A polygenic risk score (PRS) is an expression of someone's likelihood of having or developing a particular medical condition. It is a genomic prediction method that can be calculated by evaluating information about multiple genetic markers and variants.
The PRS practice is still evolving and is not commonly used by healthcare professionals. There are no formal guidelines for the process and researchers are still working on improving how the scores are generated.
However, the use of polygenic risk scores is increasing in popularity in the biomedical and social science disciplines. Private healthcare and direct-to-consumer companies -- like genetic testing firm 23andMe -- have also commercialized the practice by calculating and selling personal PRSes to customers.
Polygenic risk scores could potentially become an important tool for healthcare professionals. There is hope that PRSes can be used to improve health outcomes by accelerating diagnoses, assisting providers in healthcare decisions and connecting patients to customized treatments.
However, many health experts have reservations about the usefulness of polygenic risk scores. In the case of Type 2 diabetes, for example, excessive body weight may be more highly predictive than a score calculated from genetic data, and health habits may have more influence on development of the disease than heritable risk does.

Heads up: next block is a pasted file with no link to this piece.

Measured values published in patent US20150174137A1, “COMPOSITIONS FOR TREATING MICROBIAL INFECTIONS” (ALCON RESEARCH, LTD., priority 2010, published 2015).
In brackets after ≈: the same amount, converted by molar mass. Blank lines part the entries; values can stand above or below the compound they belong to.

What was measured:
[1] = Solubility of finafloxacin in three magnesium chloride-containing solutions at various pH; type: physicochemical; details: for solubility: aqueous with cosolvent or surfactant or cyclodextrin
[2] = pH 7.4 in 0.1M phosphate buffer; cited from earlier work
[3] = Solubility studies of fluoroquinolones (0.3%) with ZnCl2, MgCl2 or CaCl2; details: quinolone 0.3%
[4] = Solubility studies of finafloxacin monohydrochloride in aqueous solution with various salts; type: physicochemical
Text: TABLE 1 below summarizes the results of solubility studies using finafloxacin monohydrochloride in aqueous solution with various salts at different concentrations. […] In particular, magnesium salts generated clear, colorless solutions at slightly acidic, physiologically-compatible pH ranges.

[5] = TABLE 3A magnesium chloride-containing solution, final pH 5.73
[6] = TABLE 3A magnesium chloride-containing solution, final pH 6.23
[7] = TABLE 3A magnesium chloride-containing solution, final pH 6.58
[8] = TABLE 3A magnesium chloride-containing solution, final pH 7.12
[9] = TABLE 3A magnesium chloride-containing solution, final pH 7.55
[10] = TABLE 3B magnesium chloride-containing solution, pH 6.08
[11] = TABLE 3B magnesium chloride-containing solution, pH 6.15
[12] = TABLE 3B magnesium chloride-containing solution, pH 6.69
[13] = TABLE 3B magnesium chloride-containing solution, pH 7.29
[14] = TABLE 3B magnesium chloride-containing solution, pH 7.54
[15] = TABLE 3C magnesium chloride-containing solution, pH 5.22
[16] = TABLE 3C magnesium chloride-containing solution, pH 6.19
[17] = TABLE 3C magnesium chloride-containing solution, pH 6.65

How is a polygenic risk score used?
The practice of finding polygenic risk scores is currently evolving and the ways of using the scores to create actionable and cost-effective solutions are still being determined.
The PRS practice can only be effectively applied to populations that have been involved in genomic studies. Unfortunately, the majority of research to date has only evaluated individuals of European ancestry. As a result, there is inadequate data about the genomic variants of other populations and their PRSes cannot be easily calculated.
Furthermore, some research has presented ethical uncertainty regarding how polygenic risk scores might be used -- for example, estimating academic success. There is also concern around how the complex and sometimes ambiguous information produced by PRS studies is interpreted.